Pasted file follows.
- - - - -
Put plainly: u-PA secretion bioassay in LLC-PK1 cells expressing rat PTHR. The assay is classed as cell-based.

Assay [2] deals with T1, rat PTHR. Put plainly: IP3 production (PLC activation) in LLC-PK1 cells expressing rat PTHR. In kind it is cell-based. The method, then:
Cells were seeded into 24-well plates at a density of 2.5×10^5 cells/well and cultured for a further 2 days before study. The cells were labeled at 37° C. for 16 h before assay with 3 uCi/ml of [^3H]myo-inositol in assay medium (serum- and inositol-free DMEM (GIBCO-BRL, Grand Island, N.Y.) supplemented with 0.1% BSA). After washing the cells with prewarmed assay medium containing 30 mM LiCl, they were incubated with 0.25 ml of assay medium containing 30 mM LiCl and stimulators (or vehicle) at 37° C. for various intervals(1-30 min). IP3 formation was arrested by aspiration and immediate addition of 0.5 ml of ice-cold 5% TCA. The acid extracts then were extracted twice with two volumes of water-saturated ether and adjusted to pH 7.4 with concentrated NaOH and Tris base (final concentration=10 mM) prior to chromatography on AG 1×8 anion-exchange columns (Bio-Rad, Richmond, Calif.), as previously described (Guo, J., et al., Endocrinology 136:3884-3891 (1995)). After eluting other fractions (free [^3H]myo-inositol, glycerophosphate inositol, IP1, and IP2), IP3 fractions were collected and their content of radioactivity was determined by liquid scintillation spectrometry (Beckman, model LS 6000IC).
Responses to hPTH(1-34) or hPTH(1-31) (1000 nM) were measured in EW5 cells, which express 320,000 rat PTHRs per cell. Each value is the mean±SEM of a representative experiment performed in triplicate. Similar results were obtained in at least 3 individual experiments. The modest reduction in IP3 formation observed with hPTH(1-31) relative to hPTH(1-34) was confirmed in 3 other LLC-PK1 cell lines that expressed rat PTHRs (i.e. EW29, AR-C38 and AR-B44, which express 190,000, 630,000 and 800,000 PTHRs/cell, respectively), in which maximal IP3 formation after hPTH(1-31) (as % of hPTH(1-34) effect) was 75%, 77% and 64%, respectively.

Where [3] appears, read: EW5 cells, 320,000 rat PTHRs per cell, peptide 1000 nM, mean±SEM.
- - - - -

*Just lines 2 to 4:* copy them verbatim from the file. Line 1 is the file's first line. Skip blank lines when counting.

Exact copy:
Assay [2] deals with T1, rat PTHR. Put plainly: IP3 production (PLC activation) in LLC-PK1 cells expressing rat PTHR. In kind it is cell-based. The method, then:
Cells were seeded into 24-well plates at a density of 2.5×10^5 cells/well and cultured for a further 2 days before study. The cells were labeled at 37° C. for 16 h before assay with 3 uCi/ml of [^3H]myo-inositol in assay medium (serum- and inositol-free DMEM (GIBCO-BRL, Grand Island, N.Y.) supplemented with 0.1% BSA). After washing the cells with prewarmed assay medium containing 30 mM LiCl, they were incubated with 0.25 ml of assay medium containing 30 mM LiCl and stimulators (or vehicle) at 37° C. for various intervals(1-30 min). IP3 formation was arrested by aspiration and immediate addition of 0.5 ml of ice-cold 5% TCA. The acid extracts then were extracted twice with two volumes of water-saturated ether and adjusted to pH 7.4 with concentrated NaOH and Tris base (final concentration=10 mM) prior to chromatography on AG 1×8 anion-exchange columns (Bio-Rad, Richmond, Calif.), as previously described (Guo, J., et al., Endocrinology 136:3884-3891 (1995)). After eluting other fractions (free [^3H]myo-inositol, glycerophosphate inositol, IP1, and IP2), IP3 fractions were collected and their content of radioactivity was determined by liquid scintillation spectrometry (Beckman, model LS 6000IC).
Responses to hPTH(1-34) or hPTH(1-31) (1000 nM) were measured in EW5 cells, which express 320,000 rat PTHRs per cell. Each value is the mean±SEM of a representative experiment performed in triplicate. Similar results were obtained in at least 3 individual experiments. The modest reduction in IP3 formation observed with hPTH(1-31) relative to hPTH(1-34) was confirmed in 3 other LLC-PK1 cell lines that expressed rat PTHRs (i.e. EW29, AR-C38 and AR-B44, which express 190,000, 630,000 and 800,000 PTHRs/cell, respectively), in which maximal IP3 formation after hPTH(1-31) (as % of hPTH(1-34) effect) was 75%, 77% and 64%, respectively.